ESP8266 WIFI_AP_STA and NTP Clien

I’ve just begun messing around with the ESP8266 so I’m pretty confident I’m missing something obvious, but whenever I try to configure the ESP as both a station and an Access Point I can no longer get valid responses from an NTP server.

Through testing I’ve found that the problem is these two lines:

  // Turn on local Access Point
  WiFi.softAPConfig(ip,gateway,subnet);
  WiFi.softAP(localAPSSID, tempPass, apChannel);

The ip and gateway are the same address and are well outside the IP address range assigned to the ESP when it connects in station mode to my home’s access point.

My guess is that when I sent the udp packet to get a response from the NTP server, it’s looking to itself (as the gateway) and failing rather than looking to the access point it is connected to in station mode. Is there a way I can specify the route to use?

I’ve confirmed that I get a valid IP address when I do “WiFi.hostByName(ntpServerName, timeServerIP);” I just never get the packet back for some reason.

Here is the full code (and apologies in advance, I know its rough, I’ve been copy/pasting to track down my point of failure and haven’t had a chance to clean up):

#include <Wire.h>
#include <RtcDS3231.h>
//#include <TimeLib.h>
#include <ESP8266WiFi.h>
#include <WiFiUdp.h>
#include <ESP8266WebServer.h>

// Only needed if storing SSID and Password to EEPROM
#include <EEPROM.h>
#include "mbFunctions.h"
RtcDS3231<TwoWire> Rtc(Wire);
ESP8266WebServer server;

//char ssid[] = "";  //  your network SSID (name)
//char pass[] = "";       // your network password


unsigned int localPort = 2390;      // local port to listen for UDP packets

/* Don't hardwire the IP address or we won't get the benefits of the pool.
 *  Lookup the IP address for the host name instead */
//IPAddress timeServer(129, 6, 15, 28); // time.nist.gov NTP server
IPAddress timeServerIP; // time.nist.gov NTP server address
const char* ntpServerName = "north-america.pool.ntp.org";

const int NTP_PACKET_SIZE = 48; // NTP time stamp is in the first 48 bytes of the message

byte packetBuffer[ NTP_PACKET_SIZE]; //buffer to hold incoming and outgoing packets

// A UDP instance to let us send and receive packets over UDP
WiFiUDP udp;

// Set a static ip address for the Access point mode
// This can be used to directly connect to it instead of having to have a local network
IPAddress ip(192,16,1,1);
IPAddress gateway(192,16,1,1);
IPAddress subnet(255,255,255,0);
int apChannel = 11;

void setup()
{
  Serial.begin(115200);
  Serial.println();
  Serial.println();

  ////////////////////////////////////////////////////////////////////////
  ////////////////////////////////////////////////////////////////////////
  //  This section only needed if storing SSID and Password to EEPROM   //
  //  Delete or comment out if unneded                                  //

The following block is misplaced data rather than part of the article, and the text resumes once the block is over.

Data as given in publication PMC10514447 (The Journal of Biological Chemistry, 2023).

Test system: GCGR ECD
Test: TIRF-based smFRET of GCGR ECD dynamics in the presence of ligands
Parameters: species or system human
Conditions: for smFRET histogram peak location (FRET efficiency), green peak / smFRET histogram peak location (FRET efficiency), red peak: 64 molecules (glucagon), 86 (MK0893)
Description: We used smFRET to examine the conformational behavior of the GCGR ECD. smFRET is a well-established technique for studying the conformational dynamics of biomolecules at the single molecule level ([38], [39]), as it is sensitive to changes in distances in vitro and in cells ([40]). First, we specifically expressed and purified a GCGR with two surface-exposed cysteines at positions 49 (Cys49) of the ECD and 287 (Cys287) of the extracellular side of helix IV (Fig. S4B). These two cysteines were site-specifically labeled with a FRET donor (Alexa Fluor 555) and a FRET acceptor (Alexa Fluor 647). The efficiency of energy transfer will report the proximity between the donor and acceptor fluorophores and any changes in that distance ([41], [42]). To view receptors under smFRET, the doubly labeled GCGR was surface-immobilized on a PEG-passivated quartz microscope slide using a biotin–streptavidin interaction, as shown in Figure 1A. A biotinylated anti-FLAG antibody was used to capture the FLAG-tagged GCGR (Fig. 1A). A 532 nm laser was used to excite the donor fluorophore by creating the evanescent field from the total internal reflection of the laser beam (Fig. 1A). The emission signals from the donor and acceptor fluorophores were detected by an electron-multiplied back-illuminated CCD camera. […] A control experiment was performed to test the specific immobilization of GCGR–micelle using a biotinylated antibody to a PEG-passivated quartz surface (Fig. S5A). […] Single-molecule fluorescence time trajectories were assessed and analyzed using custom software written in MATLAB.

////////////////////////////////////////////////////////////////////////
  ////////////////////////////////////////////////////////////////////////

  EEPROM.begin(512);

  // Uncomment the following line to empty EEPROM Values
  //clearEeprom();
  
  // Only need to call the writeEeprom when updating SSID or Password
  //writeEeprom(ssid, password);

  // Read SSID and password from EEPROM
  String setupArray[2];
  readEeprom(&setupArray[0]);

  // Convert Strings to Char Array
  char tempSsid[setupArray[0].length()+1];
  char tempPass[setupArray[1].length()+1];

  setupArray[0].toCharArray(tempSsid,setupArray[0].length()+1);
  setupArray[1].toCharArray(tempPass,setupArray[1].length()+1);

  // Diag Delete when working
  Serial.println(tempSsid);
  Serial.println(tempPass);

  // Local Access point SSID is setup to be the same as the SSID of the network you connect to
  // with the number "2" at the end of it.  
  
  //If not storing data to EEPROM this part will need to be changed
  char localAPSSID[setupArray[0].length()+2];
  strcpy(localAPSSID, tempSsid);
  strcat(localAPSSID, "2");
  
  EEPROM.end();
  
  ////////////////////////////////////////////////////////////////////////
  ////////////////////////////////////////////////////////////////////////
  //  End of EEPROM section                                             //
  ////////////////////////////////////////////////////////////////////////
  ////////////////////////////////////////////////////////////////////////

  // We start by connecting to a WiFi network
  Serial.print("Connecting to ");
  Serial.println(tempSsid);
  WiFi.mode(WIFI_AP_STA);
  WiFi.begin(tempSsid,tempPass);
  
  while (WiFi.status() != WL_CONNECTED) {
    delay(500);
    Serial.print(".");
  }
  Serial.println("");
  
  Serial.println("WiFi connected");
  Serial.println("IP address: ");
  Serial.println(WiFi.localIP());

  Serial.println("Starting UDP");
  udp.begin(localPort);
  Serial.print("Local port: ");
  Serial.println(udp.localPort());

    // Diag Needs to be replaced with real code